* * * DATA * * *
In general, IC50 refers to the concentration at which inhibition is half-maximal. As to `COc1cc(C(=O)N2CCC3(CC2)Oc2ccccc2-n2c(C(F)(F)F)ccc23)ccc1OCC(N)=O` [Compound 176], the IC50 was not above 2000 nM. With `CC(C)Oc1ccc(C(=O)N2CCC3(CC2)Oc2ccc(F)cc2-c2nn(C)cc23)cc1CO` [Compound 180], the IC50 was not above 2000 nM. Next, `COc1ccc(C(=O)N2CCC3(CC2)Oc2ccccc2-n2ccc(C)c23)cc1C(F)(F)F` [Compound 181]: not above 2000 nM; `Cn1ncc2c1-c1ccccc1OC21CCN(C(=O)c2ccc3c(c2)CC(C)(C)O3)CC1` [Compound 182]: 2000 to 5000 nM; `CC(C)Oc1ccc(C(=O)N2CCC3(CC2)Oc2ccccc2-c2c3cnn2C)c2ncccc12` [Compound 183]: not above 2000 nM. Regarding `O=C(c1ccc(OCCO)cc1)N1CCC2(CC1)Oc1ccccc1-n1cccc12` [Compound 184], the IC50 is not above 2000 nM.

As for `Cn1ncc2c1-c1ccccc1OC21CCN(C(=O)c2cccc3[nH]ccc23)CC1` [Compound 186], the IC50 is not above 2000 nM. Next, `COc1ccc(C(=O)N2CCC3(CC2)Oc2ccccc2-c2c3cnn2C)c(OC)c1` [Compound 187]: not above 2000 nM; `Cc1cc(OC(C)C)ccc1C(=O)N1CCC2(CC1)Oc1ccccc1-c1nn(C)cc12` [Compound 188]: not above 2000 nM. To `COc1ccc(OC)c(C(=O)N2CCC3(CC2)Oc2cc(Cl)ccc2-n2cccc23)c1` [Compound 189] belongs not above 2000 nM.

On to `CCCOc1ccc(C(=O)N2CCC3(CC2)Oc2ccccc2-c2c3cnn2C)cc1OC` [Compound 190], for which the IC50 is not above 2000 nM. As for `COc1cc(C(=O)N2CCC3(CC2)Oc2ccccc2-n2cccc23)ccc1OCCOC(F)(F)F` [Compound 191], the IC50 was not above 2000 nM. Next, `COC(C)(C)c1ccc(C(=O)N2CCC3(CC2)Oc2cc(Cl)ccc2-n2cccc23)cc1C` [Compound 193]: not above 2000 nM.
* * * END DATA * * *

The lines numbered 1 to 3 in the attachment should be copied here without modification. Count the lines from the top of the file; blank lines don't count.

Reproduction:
In general, IC50 refers to the concentration at which inhibition is half-maximal. As to `COc1cc(C(=O)N2CCC3(CC2)Oc2ccccc2-n2c(C(F)(F)F)ccc23)ccc1OCC(N)=O` [Compound 176], the IC50 was not above 2000 nM. With `CC(C)Oc1ccc(C(=O)N2CCC3(CC2)Oc2ccc(F)cc2-c2nn(C)cc23)cc1CO` [Compound 180], the IC50 was not above 2000 nM. Next, `COc1ccc(C(=O)N2CCC3(CC2)Oc2ccccc2-n2ccc(C)c23)cc1C(F)(F)F` [Compound 181]: not above 2000 nM; `Cn1ncc2c1-c1ccccc1OC21CCN(C(=O)c2ccc3c(c2)CC(C)(C)O3)CC1` [Compound 182]: 2000 to 5000 nM; `CC(C)Oc1ccc(C(=O)N2CCC3(CC2)Oc2ccccc2-c2c3cnn2C)c2ncccc12` [Compound 183]: not above 2000 nM. Regarding `O=C(c1ccc(OCCO)cc1)N1CCC2(CC1)Oc1ccccc1-n1cccc12` [Compound 184], the IC50 is not above 2000 nM.

As for `Cn1ncc2c1-c1ccccc1OC21CCN(C(=O)c2cccc3[nH]ccc23)CC1` [Compound 186], the IC50 is not above 2000 nM. Next, `COc1ccc(C(=O)N2CCC3(CC2)Oc2ccccc2-c2c3cnn2C)c(OC)c1` [Compound 187]: not above 2000 nM; `Cc1cc(OC(C)C)ccc1C(=O)N1CCC2(CC1)Oc1ccccc1-c1nn(C)cc12` [Compound 188]: not above 2000 nM. To `COc1ccc(OC)c(C(=O)N2CCC3(CC2)Oc2cc(Cl)ccc2-n2cccc23)c1` [Compound 189] belongs not above 2000 nM.

On to `CCCOc1ccc(C(=O)N2CCC3(CC2)Oc2ccccc2-c2c3cnn2C)cc1OC` [Compound 190], for which the IC50 is not above 2000 nM. As for `COc1cc(C(=O)N2CCC3(CC2)Oc2ccccc2-n2cccc23)ccc1OCCOC(F)(F)F` [Compound 191], the IC50 was not above 2000 nM. Next, `COC(C)(C)c1ccc(C(=O)N2CCC3(CC2)Oc2cc(Cl)ccc2-n2cccc23)cc1C` [Compound 193]: not above 2000 nM.